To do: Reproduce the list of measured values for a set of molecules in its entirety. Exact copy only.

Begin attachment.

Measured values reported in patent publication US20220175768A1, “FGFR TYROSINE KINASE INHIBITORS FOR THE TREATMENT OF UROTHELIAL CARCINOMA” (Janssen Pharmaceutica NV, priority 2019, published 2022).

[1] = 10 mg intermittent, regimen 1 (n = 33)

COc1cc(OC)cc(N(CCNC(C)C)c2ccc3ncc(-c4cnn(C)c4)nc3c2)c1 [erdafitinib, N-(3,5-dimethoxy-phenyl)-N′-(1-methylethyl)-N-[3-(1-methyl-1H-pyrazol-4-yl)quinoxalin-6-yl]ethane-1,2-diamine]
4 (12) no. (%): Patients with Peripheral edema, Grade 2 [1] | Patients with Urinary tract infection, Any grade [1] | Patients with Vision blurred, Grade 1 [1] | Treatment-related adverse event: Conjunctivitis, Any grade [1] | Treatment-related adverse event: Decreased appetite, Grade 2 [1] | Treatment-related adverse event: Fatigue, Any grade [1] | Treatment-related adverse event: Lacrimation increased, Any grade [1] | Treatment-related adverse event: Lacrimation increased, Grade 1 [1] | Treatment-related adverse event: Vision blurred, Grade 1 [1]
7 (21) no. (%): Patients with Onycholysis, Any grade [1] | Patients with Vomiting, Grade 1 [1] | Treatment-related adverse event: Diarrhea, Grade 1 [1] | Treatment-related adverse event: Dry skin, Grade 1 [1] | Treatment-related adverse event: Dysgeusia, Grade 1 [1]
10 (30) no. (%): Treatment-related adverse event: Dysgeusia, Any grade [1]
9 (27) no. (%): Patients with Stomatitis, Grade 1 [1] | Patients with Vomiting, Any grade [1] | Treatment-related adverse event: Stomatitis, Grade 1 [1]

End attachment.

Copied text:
Measured values reported in patent publication US20220175768A1, “FGFR TYROSINE KINASE INHIBITORS FOR THE TREATMENT OF UROTHELIAL CARCINOMA” (Janssen Pharmaceutica NV, priority 2019, published 2022).

[1] = 10 mg intermittent, regimen 1 (n = 33)

COc1cc(OC)cc(N(CCNC(C)C)c2ccc3ncc(-c4cnn(C)c4)nc3c2)c1 [erdafitinib, N-(3,5-dimethoxy-phenyl)-N′-(1-methylethyl)-N-[3-(1-methyl-1H-pyrazol-4-yl)quinoxalin-6-yl]ethane-1,2-diamine]
4 (12) no. (%): Patients with Peripheral edema, Grade 2 [1] | Patients with Urinary tract infection, Any grade [1] | Patients with Vision blurred, Grade 1 [1] | Treatment-related adverse event: Conjunctivitis, Any grade [1] | Treatment-related adverse event: Decreased appetite, Grade 2 [1] | Treatment-related adverse event: Fatigue, Any grade [1] | Treatment-related adverse event: Lacrimation increased, Any grade [1] | Treatment-related adverse event: Lacrimation increased, Grade 1 [1] | Treatment-related adverse event: Vision blurred, Grade 1 [1]
7 (21) no. (%): Patients with Onycholysis, Any grade [1] | Patients with Vomiting, Grade 1 [1] | Treatment-related adverse event: Diarrhea, Grade 1 [1] | Treatment-related adverse event: Dry skin, Grade 1 [1] | Treatment-related adverse event: Dysgeusia, Grade 1 [1]
10 (30) no. (%): Treatment-related adverse event: Dysgeusia, Any grade [1]
9 (27) no. (%): Patients with Stomatitis, Grade 1 [1] | Patients with Vomiting, Any grade [1] | Treatment-related adverse event: Stomatitis, Grade 1 [1]